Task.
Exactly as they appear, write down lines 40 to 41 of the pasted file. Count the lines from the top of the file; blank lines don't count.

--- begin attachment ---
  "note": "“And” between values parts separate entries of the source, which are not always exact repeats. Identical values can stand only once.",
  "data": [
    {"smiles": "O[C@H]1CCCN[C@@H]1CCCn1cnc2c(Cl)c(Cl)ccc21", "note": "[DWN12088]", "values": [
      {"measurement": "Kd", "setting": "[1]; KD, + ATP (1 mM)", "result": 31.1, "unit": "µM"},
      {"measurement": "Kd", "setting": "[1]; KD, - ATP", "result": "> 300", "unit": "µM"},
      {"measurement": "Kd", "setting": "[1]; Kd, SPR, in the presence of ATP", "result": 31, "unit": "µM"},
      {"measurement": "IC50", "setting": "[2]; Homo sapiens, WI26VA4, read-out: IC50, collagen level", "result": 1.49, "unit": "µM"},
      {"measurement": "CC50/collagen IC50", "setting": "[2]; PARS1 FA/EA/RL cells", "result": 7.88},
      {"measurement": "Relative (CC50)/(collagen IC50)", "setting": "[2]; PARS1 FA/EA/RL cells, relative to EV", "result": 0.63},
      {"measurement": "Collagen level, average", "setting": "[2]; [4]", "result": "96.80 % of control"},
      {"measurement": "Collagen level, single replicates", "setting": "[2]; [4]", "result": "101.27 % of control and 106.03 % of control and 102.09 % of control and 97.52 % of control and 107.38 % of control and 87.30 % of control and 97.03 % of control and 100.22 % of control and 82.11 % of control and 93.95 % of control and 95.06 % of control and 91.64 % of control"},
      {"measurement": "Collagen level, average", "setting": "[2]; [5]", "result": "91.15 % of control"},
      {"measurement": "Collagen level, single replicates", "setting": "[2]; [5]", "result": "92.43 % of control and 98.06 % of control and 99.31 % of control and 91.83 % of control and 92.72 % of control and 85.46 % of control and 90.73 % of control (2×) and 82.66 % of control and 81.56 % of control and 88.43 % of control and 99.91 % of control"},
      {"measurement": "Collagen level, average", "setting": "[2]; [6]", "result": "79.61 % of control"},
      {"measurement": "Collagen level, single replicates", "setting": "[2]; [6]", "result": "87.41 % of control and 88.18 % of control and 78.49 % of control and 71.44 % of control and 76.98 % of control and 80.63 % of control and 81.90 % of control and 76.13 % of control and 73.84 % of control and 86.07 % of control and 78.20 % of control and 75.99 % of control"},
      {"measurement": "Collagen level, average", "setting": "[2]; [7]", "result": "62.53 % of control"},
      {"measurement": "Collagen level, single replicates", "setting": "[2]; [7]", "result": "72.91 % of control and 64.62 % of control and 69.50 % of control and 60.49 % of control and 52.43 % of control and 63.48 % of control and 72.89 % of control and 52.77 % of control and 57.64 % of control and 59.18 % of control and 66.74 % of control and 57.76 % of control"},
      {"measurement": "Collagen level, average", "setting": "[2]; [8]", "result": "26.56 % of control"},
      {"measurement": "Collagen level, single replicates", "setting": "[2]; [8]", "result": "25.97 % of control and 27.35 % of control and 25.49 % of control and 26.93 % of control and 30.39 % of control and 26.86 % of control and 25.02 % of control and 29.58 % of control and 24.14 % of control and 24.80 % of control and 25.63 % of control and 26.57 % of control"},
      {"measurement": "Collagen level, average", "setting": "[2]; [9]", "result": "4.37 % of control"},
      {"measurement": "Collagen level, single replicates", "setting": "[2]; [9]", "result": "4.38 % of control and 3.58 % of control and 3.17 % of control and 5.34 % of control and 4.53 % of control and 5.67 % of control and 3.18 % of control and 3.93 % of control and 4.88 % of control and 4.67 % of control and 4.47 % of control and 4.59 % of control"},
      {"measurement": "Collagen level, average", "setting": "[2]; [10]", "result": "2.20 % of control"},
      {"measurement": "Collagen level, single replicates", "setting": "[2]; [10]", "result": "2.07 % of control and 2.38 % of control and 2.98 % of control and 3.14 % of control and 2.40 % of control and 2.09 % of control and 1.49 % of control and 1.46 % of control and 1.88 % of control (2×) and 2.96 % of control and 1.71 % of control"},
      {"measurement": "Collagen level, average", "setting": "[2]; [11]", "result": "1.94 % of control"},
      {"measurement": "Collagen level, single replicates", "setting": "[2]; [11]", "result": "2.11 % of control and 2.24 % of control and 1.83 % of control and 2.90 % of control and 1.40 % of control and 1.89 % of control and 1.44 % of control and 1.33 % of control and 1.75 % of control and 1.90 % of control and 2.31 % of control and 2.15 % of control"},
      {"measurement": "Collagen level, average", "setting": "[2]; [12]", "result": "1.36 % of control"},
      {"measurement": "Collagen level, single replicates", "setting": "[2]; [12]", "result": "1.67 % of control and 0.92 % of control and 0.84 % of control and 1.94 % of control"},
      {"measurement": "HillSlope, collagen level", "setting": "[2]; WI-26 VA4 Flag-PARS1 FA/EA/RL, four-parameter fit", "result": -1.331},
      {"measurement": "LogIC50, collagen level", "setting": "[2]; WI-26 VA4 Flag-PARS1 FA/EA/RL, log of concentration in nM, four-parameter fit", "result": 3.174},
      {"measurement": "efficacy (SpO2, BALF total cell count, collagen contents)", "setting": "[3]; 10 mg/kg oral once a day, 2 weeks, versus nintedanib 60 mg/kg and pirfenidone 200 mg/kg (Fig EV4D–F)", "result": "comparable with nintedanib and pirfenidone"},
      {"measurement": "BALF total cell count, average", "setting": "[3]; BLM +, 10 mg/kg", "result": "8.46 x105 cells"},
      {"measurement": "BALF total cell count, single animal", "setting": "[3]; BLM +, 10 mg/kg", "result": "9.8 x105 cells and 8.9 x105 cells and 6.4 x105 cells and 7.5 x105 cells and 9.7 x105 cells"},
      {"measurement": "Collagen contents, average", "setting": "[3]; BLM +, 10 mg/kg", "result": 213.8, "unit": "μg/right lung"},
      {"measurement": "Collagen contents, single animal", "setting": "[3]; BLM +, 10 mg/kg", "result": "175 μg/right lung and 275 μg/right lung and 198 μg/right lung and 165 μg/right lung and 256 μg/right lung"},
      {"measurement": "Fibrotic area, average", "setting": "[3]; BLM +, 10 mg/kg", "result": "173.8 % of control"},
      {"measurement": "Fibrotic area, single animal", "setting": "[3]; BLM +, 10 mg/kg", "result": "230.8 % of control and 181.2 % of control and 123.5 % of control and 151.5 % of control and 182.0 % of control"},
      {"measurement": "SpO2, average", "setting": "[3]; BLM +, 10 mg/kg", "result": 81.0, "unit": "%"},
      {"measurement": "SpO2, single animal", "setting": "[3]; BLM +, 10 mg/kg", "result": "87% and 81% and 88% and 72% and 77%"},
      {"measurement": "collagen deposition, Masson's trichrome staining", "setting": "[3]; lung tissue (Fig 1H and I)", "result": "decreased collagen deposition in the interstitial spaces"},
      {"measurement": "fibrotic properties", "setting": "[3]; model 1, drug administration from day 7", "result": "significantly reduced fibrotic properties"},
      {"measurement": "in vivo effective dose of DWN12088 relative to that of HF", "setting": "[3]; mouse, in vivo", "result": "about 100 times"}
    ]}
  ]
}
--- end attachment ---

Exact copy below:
      {"measurement": "fibrotic properties", "setting": "[3]; model 1, drug administration from day 7", "result": "significantly reduced fibrotic properties"},
      {"measurement": "in vivo effective dose of DWN12088 relative to that of HF", "setting": "[3]; mouse, in vivo", "result": "about 100 times"}